|1841 illustration El Coche Simon|
The majority of coachmen likely fell between the two extremes. The coachman was a man with a difficult job to do. It took strength, stamina, and resilience. The control of two, four, or even six, horses was no mean feat. Sitting out of doors in all weather for hours at a time required a constitution of iron, and a will to match. To keep a schedule, manage passengers, know one's horses, cope with accidents, highwaymen and weather needed a cool head and no little intelligence.
|cover-pianoforte music Boston Public Library|
The behaviour of one such coachman was detailed in the September 1819 issue of The Monthly Magazine or British Register. A correspondent designated only as H. from Kentish-town wrote:
Riding yesterday a few miles on the outside of a stage-coach, I had an opportunity of observing how wantonly the coachman made use of his whip, not alone on the backs of his unfortunate horses, but on every other animal that had the misfortune to come within its reach. Not an ass, not a horse, not a pig, not a dog, approached him, without feeling the effects of his inhumanity. Yet he did not appear to be an ill-natured man: mischief, not malice, seemed to prompt him.
|from The English Spy by Bernard Blackmantle|
H. goes on:
Amongst other subjects of conversation, (for his tongue was not less in perpetual motion than his whip,) benefit-societies [like guilds, or later, trade unions] became the object of his praise;...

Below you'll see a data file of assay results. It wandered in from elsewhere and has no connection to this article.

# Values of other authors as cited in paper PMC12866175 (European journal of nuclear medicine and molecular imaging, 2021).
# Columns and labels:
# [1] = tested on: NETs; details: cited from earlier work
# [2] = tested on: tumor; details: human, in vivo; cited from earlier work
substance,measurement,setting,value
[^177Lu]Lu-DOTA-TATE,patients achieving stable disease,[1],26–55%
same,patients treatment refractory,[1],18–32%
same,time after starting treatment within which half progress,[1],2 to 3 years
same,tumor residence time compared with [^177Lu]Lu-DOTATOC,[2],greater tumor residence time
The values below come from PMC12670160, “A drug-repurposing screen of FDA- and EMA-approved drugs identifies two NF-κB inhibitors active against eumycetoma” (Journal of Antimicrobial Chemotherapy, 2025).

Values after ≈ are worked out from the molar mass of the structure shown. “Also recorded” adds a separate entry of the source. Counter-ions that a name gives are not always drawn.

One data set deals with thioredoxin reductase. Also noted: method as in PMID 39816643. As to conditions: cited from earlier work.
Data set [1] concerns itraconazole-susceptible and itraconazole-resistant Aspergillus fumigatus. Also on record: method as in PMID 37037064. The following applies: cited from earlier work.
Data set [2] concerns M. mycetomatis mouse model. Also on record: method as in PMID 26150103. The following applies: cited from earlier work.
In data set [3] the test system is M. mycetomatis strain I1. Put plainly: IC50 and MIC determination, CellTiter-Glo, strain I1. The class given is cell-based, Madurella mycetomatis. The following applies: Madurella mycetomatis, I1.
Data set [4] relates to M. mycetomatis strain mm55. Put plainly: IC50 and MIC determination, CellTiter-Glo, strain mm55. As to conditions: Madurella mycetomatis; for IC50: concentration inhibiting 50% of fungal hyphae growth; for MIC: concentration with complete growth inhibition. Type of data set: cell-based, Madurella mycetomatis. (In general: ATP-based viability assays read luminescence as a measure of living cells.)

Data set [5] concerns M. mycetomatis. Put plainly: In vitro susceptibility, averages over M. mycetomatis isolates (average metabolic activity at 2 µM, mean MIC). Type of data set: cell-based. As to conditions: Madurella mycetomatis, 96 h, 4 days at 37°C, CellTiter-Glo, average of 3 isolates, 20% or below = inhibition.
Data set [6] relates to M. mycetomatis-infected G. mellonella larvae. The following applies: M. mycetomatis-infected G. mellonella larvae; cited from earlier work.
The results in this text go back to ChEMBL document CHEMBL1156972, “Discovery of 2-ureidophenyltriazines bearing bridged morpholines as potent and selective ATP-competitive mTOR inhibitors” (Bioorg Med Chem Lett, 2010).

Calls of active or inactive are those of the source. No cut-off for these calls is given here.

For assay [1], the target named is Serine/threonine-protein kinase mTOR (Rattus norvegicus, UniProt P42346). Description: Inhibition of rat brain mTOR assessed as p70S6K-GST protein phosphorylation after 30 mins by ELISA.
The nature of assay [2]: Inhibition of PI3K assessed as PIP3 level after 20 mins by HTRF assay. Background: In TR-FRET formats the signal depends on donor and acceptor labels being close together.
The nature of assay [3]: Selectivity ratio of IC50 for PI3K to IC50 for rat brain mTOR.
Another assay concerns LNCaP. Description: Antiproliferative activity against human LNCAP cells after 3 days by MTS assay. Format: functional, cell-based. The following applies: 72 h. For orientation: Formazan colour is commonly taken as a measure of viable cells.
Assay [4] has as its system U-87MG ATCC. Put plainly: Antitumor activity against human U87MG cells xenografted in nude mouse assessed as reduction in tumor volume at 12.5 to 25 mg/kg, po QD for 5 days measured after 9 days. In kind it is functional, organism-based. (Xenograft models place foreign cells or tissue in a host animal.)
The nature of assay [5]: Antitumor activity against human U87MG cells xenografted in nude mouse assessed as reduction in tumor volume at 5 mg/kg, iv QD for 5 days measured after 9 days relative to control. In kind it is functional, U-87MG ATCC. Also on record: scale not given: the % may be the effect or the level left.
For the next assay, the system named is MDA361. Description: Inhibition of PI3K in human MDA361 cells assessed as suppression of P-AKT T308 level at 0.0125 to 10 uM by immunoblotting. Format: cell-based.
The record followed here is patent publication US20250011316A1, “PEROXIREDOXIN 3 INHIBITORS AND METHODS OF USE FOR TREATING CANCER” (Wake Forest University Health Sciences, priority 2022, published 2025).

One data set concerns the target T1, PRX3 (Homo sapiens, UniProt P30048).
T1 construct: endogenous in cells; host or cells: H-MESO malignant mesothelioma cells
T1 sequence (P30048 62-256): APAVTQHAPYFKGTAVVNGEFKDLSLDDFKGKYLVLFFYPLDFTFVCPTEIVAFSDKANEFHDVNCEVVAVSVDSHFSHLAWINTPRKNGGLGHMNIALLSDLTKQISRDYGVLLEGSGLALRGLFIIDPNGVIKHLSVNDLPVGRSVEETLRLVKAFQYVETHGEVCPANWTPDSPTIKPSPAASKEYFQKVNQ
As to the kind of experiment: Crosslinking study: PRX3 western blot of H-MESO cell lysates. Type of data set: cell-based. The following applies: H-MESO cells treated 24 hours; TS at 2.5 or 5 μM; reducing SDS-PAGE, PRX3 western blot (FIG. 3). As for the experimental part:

...[a] passenger mentioned the name of his society; and the coachman replied, "And mine is the Benevolent Whip,"--at the same instant laying it about the back of a poor dog that happened to be passing.
This gratuitous exercise of a whip, appears to me to be a species of cruelty sufficiently definable to become the subject of a prohibitory law.Five years after H. wrote to the Monthly Magazine, in 1824, the Society for the Prevention of Cruelty to Animals was formed. H. must have been pleased.
I therefore think, that all acts of cruelty towards animals by persons not using them at the time, and especially towards animals over whom they are not entitled, either by ownership or otherwise, to exercise any control, might, and ought to be, made a punishable offence.
The coachman continued to go his own way for another ninety years, and then was immortalized in history and fiction. How interesting it is to hear from a gentleman of the Regency era about a real coachman, and his behaviour.
'Til next time,
N.B. The Monthly Magazine or British Register 1819 is available from Google Books free for download.